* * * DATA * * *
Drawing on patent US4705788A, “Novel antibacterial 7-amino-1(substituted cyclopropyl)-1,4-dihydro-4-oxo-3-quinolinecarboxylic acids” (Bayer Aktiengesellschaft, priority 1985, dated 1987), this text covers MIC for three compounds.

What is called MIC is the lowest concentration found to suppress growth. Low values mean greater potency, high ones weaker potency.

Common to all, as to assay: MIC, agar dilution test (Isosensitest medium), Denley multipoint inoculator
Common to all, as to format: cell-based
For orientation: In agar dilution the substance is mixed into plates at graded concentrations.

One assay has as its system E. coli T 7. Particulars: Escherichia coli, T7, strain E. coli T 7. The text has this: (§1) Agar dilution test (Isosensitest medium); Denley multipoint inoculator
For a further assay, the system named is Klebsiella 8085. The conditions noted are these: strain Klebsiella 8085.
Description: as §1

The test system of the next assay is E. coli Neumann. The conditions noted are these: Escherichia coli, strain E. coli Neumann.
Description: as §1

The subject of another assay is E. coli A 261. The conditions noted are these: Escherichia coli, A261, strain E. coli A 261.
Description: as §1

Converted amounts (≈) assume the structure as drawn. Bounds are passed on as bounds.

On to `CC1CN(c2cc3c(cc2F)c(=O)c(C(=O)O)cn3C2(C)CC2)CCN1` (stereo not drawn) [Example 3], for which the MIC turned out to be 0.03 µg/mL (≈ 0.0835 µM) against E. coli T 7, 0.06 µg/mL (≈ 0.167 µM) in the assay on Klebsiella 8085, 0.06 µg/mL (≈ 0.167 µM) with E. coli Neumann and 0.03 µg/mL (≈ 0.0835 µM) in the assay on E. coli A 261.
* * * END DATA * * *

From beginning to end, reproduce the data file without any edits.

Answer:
Drawing on patent US4705788A, “Novel antibacterial 7-amino-1(substituted cyclopropyl)-1,4-dihydro-4-oxo-3-quinolinecarboxylic acids” (Bayer Aktiengesellschaft, priority 1985, dated 1987), this text covers MIC for three compounds.

What is called MIC is the lowest concentration found to suppress growth. Low values mean greater potency, high ones weaker potency.

Common to all, as to assay: MIC, agar dilution test (Isosensitest medium), Denley multipoint inoculator
Common to all, as to format: cell-based
For orientation: In agar dilution the substance is mixed into plates at graded concentrations.

One assay has as its system E. coli T 7. Particulars: Escherichia coli, T7, strain E. coli T 7. The text has this: (§1) Agar dilution test (Isosensitest medium); Denley multipoint inoculator
For a further assay, the system named is Klebsiella 8085. The conditions noted are these: strain Klebsiella 8085.
Description: as §1

The test system of the next assay is E. coli Neumann. The conditions noted are these: Escherichia coli, strain E. coli Neumann.
Description: as §1

The subject of another assay is E. coli A 261. The conditions noted are these: Escherichia coli, A261, strain E. coli A 261.
Description: as §1

Converted amounts (≈) assume the structure as drawn. Bounds are passed on as bounds.

On to `CC1CN(c2cc3c(cc2F)c(=O)c(C(=O)O)cn3C2(C)CC2)CCN1` (stereo not drawn) [Example 3], for which the MIC turned out to be 0.03 µg/mL (≈ 0.0835 µM) against E. coli T 7, 0.06 µg/mL (≈ 0.167 µM) in the assay on Klebsiella 8085, 0.06 µg/mL (≈ 0.167 µM) with E. coli Neumann and 0.03 µg/mL (≈ 0.0835 µM) in the assay on E. coli A 261.